Writer: Teresa Madaleno
I have had the privilege of working with companies that offer environmentally friendly products and services. I say privileged because these companies are changing the way we live and it is for the better. Who wouldn’t want to be part of that?
This past year, I have been writing a lot of corporate documents and blogs about various types of environmental technologies. I have also been writing about the slow, but steady changes happening in the fashion industry to address waste and the unbelievable amount of energy use in the textile sector. It might sound cliché but there is something noble about fashion houses that are lowering their carbon footprint and producing clothes made of recycled materials. I am happy to say that recycled fashion is something more and more people are becoming aware of. However, there are forward-thinkers who want to do even more to protect future generations.
While I am not one to promote large brands, I want to use Neutrogena as an example. The average age of a melanoma sufferer is around 63. For years we have been told that skin cancer risk increases with age, but there are a lot of young people who are now getting this type of cancer. Neutrogena now has a UV-activated clothing prototype that changes colors when you are exposed to skin-damaging rays. The prototype is a dress that you might see on a twenty-something. At first glance, the dress is white, but when it is exposed to UV rays, even on cloudy days, it changes colors. The idea is to demonstrate to people that you can still get skin damage even when the sun is not out in full-force. Neutrogena officials say their research tells them that a lot of people still think that UV damage can only happen when they are outside in the direct sun.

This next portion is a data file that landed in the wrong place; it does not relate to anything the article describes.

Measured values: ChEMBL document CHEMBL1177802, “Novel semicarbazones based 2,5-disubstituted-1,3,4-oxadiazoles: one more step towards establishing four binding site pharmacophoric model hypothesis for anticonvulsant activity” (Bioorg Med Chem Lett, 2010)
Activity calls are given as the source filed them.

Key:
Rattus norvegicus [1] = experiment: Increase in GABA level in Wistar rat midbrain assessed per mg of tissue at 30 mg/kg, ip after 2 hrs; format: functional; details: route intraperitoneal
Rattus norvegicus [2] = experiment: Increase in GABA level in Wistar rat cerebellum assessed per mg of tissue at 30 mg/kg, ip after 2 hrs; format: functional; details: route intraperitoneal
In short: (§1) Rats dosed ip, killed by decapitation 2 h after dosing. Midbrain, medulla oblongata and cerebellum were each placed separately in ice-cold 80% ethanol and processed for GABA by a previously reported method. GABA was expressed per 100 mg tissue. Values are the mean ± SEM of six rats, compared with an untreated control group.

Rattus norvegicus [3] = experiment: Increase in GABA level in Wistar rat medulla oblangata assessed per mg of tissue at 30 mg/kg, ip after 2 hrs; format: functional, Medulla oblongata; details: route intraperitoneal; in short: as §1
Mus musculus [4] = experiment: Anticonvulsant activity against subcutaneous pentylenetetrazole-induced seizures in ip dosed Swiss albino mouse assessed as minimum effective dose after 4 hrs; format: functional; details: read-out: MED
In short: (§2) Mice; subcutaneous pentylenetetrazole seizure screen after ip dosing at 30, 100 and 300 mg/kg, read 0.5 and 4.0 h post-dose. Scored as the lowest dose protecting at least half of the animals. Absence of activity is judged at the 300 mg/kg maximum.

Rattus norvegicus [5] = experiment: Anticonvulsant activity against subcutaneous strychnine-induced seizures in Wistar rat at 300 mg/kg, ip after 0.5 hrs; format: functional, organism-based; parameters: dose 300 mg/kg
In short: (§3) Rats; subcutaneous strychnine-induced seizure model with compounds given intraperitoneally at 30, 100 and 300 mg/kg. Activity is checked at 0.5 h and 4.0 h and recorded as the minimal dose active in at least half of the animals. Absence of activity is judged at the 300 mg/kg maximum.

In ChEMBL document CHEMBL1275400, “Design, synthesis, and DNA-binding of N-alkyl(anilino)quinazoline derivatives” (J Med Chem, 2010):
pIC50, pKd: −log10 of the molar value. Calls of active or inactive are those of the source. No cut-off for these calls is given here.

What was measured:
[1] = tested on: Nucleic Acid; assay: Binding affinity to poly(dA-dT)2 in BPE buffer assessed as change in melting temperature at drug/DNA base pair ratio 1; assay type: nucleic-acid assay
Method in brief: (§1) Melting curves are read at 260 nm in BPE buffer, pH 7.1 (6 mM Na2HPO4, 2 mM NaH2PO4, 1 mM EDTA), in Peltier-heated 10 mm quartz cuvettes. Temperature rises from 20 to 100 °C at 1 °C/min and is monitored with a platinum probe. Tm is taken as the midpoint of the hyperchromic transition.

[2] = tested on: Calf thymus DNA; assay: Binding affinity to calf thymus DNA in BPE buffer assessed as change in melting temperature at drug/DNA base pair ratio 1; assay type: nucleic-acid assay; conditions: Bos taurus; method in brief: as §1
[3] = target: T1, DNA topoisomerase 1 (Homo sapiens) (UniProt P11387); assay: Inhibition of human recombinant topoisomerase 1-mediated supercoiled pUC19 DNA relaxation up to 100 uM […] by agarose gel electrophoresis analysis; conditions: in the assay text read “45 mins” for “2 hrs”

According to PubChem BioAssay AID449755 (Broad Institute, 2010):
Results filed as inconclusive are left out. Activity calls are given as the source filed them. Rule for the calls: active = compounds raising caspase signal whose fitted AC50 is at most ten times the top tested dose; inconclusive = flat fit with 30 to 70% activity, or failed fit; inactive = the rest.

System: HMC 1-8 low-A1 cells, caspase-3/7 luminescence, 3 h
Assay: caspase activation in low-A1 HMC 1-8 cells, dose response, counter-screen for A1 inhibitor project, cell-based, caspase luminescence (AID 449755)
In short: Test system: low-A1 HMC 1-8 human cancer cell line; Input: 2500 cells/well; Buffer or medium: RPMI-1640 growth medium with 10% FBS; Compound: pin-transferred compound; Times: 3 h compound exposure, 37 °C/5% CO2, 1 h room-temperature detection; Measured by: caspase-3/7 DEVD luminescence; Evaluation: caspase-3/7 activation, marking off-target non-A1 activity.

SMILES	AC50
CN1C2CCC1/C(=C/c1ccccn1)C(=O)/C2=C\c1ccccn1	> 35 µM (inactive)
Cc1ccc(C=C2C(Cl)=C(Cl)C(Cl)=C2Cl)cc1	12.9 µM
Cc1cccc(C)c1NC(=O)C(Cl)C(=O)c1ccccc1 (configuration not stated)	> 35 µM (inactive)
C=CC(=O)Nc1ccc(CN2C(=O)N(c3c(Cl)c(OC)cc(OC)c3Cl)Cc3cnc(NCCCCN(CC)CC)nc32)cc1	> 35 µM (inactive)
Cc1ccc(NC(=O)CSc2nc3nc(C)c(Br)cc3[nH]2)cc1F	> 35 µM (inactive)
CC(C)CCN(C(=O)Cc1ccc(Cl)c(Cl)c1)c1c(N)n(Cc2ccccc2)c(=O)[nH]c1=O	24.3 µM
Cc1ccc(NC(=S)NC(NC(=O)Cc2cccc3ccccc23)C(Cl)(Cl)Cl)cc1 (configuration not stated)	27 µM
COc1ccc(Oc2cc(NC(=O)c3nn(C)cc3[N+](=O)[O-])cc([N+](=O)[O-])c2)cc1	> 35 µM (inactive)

While fashion experts aren’t suggesting we ditch the sunscreen, they do like the idea of our clothing becoming a constant reminder to be careful; not forget to apply sunscreen every single day, no matter what the weather conditions are.
I am not saying that this sundress should become all the rage, but the prototype could be on to something. What it really comes down to is that we need more of this – more creative, sustainable thinking businesses, willing to try something new and responsible.